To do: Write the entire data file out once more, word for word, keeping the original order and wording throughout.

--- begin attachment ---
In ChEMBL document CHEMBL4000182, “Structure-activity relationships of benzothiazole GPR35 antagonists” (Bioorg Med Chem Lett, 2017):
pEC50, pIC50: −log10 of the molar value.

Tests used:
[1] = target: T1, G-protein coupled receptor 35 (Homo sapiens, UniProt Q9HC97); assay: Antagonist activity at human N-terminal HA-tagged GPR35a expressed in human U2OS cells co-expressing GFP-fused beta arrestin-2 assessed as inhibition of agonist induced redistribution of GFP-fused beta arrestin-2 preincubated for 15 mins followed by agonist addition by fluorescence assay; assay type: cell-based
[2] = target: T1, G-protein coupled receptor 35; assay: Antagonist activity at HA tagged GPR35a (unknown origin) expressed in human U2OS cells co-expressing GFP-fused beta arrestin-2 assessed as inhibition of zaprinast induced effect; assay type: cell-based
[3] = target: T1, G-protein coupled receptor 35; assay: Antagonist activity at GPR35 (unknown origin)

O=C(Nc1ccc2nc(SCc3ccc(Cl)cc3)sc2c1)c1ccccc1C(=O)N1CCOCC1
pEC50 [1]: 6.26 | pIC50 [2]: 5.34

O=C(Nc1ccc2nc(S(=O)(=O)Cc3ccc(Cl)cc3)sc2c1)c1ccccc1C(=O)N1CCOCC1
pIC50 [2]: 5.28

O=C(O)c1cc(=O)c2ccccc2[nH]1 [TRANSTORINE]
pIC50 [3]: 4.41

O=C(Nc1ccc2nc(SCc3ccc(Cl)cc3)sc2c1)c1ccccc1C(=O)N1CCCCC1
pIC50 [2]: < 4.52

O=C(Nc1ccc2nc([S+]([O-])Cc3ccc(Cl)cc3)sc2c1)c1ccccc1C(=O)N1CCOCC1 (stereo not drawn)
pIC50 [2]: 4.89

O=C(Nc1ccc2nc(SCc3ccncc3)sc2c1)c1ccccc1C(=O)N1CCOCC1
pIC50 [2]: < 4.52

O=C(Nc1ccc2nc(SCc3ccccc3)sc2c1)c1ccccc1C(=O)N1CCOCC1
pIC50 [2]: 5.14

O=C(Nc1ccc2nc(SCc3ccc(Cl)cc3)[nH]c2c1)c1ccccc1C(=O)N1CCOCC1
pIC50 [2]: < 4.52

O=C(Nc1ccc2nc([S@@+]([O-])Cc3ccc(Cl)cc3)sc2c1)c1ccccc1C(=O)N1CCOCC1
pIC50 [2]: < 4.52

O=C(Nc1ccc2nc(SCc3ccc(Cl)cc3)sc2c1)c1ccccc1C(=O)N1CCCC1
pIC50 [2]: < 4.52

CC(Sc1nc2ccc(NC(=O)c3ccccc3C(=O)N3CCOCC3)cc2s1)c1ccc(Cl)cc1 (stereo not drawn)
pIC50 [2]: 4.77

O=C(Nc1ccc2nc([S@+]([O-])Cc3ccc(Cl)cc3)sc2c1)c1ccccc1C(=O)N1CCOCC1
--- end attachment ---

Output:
In ChEMBL document CHEMBL4000182, “Structure-activity relationships of benzothiazole GPR35 antagonists” (Bioorg Med Chem Lett, 2017):
pEC50, pIC50: −log10 of the molar value.

Tests used:
[1] = target: T1, G-protein coupled receptor 35 (Homo sapiens, UniProt Q9HC97); assay: Antagonist activity at human N-terminal HA-tagged GPR35a expressed in human U2OS cells co-expressing GFP-fused beta arrestin-2 assessed as inhibition of agonist induced redistribution of GFP-fused beta arrestin-2 preincubated for 15 mins followed by agonist addition by fluorescence assay; assay type: cell-based
[2] = target: T1, G-protein coupled receptor 35; assay: Antagonist activity at HA tagged GPR35a (unknown origin) expressed in human U2OS cells co-expressing GFP-fused beta arrestin-2 assessed as inhibition of zaprinast induced effect; assay type: cell-based
[3] = target: T1, G-protein coupled receptor 35; assay: Antagonist activity at GPR35 (unknown origin)

O=C(Nc1ccc2nc(SCc3ccc(Cl)cc3)sc2c1)c1ccccc1C(=O)N1CCOCC1
pEC50 [1]: 6.26 | pIC50 [2]: 5.34

O=C(Nc1ccc2nc(S(=O)(=O)Cc3ccc(Cl)cc3)sc2c1)c1ccccc1C(=O)N1CCOCC1
pIC50 [2]: 5.28

O=C(O)c1cc(=O)c2ccccc2[nH]1 [TRANSTORINE]
pIC50 [3]: 4.41

O=C(Nc1ccc2nc(SCc3ccc(Cl)cc3)sc2c1)c1ccccc1C(=O)N1CCCCC1
pIC50 [2]: < 4.52

O=C(Nc1ccc2nc([S+]([O-])Cc3ccc(Cl)cc3)sc2c1)c1ccccc1C(=O)N1CCOCC1 (stereo not drawn)
pIC50 [2]: 4.89

O=C(Nc1ccc2nc(SCc3ccncc3)sc2c1)c1ccccc1C(=O)N1CCOCC1
pIC50 [2]: < 4.52

O=C(Nc1ccc2nc(SCc3ccccc3)sc2c1)c1ccccc1C(=O)N1CCOCC1
pIC50 [2]: 5.14

O=C(Nc1ccc2nc(SCc3ccc(Cl)cc3)[nH]c2c1)c1ccccc1C(=O)N1CCOCC1
pIC50 [2]: < 4.52

O=C(Nc1ccc2nc([S@@+]([O-])Cc3ccc(Cl)cc3)sc2c1)c1ccccc1C(=O)N1CCOCC1
pIC50 [2]: < 4.52

O=C(Nc1ccc2nc(SCc3ccc(Cl)cc3)sc2c1)c1ccccc1C(=O)N1CCCC1
pIC50 [2]: < 4.52

CC(Sc1nc2ccc(NC(=O)c3ccccc3C(=O)N3CCOCC3)cc2s1)c1ccc(Cl)cc1 (stereo not drawn)
pIC50 [2]: 4.77

O=C(Nc1ccc2nc([S@+]([O-])Cc3ccc(Cl)cc3)sc2c1)c1ccccc1C(=O)N1CCOCC1